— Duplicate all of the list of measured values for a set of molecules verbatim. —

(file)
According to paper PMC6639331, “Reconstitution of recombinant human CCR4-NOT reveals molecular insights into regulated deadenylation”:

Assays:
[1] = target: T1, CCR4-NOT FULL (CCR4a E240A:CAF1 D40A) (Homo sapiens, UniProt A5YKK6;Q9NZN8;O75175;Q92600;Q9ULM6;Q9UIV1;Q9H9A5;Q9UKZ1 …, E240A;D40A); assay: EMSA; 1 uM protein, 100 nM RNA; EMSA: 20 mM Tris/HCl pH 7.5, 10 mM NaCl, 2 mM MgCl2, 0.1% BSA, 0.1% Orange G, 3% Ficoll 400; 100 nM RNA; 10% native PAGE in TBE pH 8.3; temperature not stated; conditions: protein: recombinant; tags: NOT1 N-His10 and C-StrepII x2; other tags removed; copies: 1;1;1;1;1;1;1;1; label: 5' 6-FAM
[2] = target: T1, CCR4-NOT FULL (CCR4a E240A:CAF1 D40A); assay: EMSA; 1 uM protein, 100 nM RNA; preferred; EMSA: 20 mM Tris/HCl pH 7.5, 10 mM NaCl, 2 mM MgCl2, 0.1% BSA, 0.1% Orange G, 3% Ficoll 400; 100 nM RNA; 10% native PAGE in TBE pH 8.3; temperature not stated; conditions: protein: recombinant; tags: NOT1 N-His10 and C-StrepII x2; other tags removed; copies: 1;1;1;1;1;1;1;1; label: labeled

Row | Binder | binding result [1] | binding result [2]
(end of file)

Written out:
According to paper PMC6639331, “Reconstitution of recombinant human CCR4-NOT reveals molecular insights into regulated deadenylation”:

Assays:
[1] = target: T1, CCR4-NOT FULL (CCR4a E240A:CAF1 D40A) (Homo sapiens, UniProt A5YKK6;Q9NZN8;O75175;Q92600;Q9ULM6;Q9UIV1;Q9H9A5;Q9UKZ1 …, E240A;D40A); assay: EMSA; 1 uM protein, 100 nM RNA; EMSA: 20 mM Tris/HCl pH 7.5, 10 mM NaCl, 2 mM MgCl2, 0.1% BSA, 0.1% Orange G, 3% Ficoll 400; 100 nM RNA; 10% native PAGE in TBE pH 8.3; temperature not stated; conditions: protein: recombinant; tags: NOT1 N-His10 and C-StrepII x2; other tags removed; copies: 1;1;1;1;1;1;1;1; label: 5' 6-FAM
[2] = target: T1, CCR4-NOT FULL (CCR4a E240A:CAF1 D40A); assay: EMSA; 1 uM protein, 100 nM RNA; preferred; EMSA: 20 mM Tris/HCl pH 7.5, 10 mM NaCl, 2 mM MgCl2, 0.1% BSA, 0.1% Orange G, 3% Ficoll 400; 100 nM RNA; 10% native PAGE in TBE pH 8.3; temperature not stated; conditions: protein: recombinant; tags: NOT1 N-His10 and C-StrepII x2; other tags removed; copies: 1;1;1;1;1;1;1;1; label: labeled

Row | Binder | binding result [1] | binding result [2]